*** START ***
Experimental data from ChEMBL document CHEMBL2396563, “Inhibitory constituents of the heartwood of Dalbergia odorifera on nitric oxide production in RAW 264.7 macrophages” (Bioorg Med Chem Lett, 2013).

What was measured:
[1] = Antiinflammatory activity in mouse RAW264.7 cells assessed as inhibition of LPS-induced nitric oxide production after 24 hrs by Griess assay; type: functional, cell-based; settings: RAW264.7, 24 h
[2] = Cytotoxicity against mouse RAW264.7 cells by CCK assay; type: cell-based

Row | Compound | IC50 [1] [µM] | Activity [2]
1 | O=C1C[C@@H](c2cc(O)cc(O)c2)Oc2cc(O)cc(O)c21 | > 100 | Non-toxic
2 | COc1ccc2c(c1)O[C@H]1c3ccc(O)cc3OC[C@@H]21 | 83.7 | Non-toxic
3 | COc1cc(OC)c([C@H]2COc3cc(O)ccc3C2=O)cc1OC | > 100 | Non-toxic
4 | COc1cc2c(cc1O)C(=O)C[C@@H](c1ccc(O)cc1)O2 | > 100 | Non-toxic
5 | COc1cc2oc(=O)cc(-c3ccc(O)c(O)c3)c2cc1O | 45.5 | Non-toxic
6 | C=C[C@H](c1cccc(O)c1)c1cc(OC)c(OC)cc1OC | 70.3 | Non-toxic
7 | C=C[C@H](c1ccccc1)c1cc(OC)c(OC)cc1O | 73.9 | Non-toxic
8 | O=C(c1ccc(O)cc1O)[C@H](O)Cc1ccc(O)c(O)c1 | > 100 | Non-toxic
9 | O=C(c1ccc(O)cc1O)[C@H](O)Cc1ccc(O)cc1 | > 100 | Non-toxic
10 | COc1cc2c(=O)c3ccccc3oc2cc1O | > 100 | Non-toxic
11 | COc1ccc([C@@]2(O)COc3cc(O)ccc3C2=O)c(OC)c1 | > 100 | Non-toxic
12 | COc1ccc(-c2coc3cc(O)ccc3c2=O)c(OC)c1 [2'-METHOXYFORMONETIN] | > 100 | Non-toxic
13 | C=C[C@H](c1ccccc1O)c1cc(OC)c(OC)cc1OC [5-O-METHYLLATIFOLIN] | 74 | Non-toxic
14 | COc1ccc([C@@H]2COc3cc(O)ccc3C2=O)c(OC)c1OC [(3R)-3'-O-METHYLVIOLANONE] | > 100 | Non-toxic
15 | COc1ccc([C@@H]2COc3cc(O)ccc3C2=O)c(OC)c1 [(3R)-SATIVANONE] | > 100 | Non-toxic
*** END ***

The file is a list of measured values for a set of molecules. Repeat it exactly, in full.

Experimental data from ChEMBL document CHEMBL2396563, “Inhibitory constituents of the heartwood of Dalbergia odorifera on nitric oxide production in RAW 264.7 macrophages” (Bioorg Med Chem Lett, 2013).

What was measured:
[1] = Antiinflammatory activity in mouse RAW264.7 cells assessed as inhibition of LPS-induced nitric oxide production after 24 hrs by Griess assay; type: functional, cell-based; settings: RAW264.7, 24 h
[2] = Cytotoxicity against mouse RAW264.7 cells by CCK assay; type: cell-based

Row | Compound | IC50 [1] [µM] | Activity [2]
1 | O=C1C[C@@H](c2cc(O)cc(O)c2)Oc2cc(O)cc(O)c21 | > 100 | Non-toxic
2 | COc1ccc2c(c1)O[C@H]1c3ccc(O)cc3OC[C@@H]21 | 83.7 | Non-toxic
3 | COc1cc(OC)c([C@H]2COc3cc(O)ccc3C2=O)cc1OC | > 100 | Non-toxic
4 | COc1cc2c(cc1O)C(=O)C[C@@H](c1ccc(O)cc1)O2 | > 100 | Non-toxic
5 | COc1cc2oc(=O)cc(-c3ccc(O)c(O)c3)c2cc1O | 45.5 | Non-toxic
6 | C=C[C@H](c1cccc(O)c1)c1cc(OC)c(OC)cc1OC | 70.3 | Non-toxic
7 | C=C[C@H](c1ccccc1)c1cc(OC)c(OC)cc1O | 73.9 | Non-toxic
8 | O=C(c1ccc(O)cc1O)[C@H](O)Cc1ccc(O)c(O)c1 | > 100 | Non-toxic
9 | O=C(c1ccc(O)cc1O)[C@H](O)Cc1ccc(O)cc1 | > 100 | Non-toxic
10 | COc1cc2c(=O)c3ccccc3oc2cc1O | > 100 | Non-toxic
11 | COc1ccc([C@@]2(O)COc3cc(O)ccc3C2=O)c(OC)c1 | > 100 | Non-toxic
12 | COc1ccc(-c2coc3cc(O)ccc3c2=O)c(OC)c1 [2'-METHOXYFORMONETIN] | > 100 | Non-toxic
13 | C=C[C@H](c1ccccc1O)c1cc(OC)c(OC)cc1OC [5-O-METHYLLATIFOLIN] | 74 | Non-toxic
14 | COc1ccc([C@@H]2COc3cc(O)ccc3C2=O)c(OC)c1OC [(3R)-3'-O-METHYLVIOLANONE] | > 100 | Non-toxic
15 | COc1ccc([C@@H]2COc3cc(O)ccc3C2=O)c(OC)c1 [(3R)-SATIVANONE] | > 100 | Non-toxic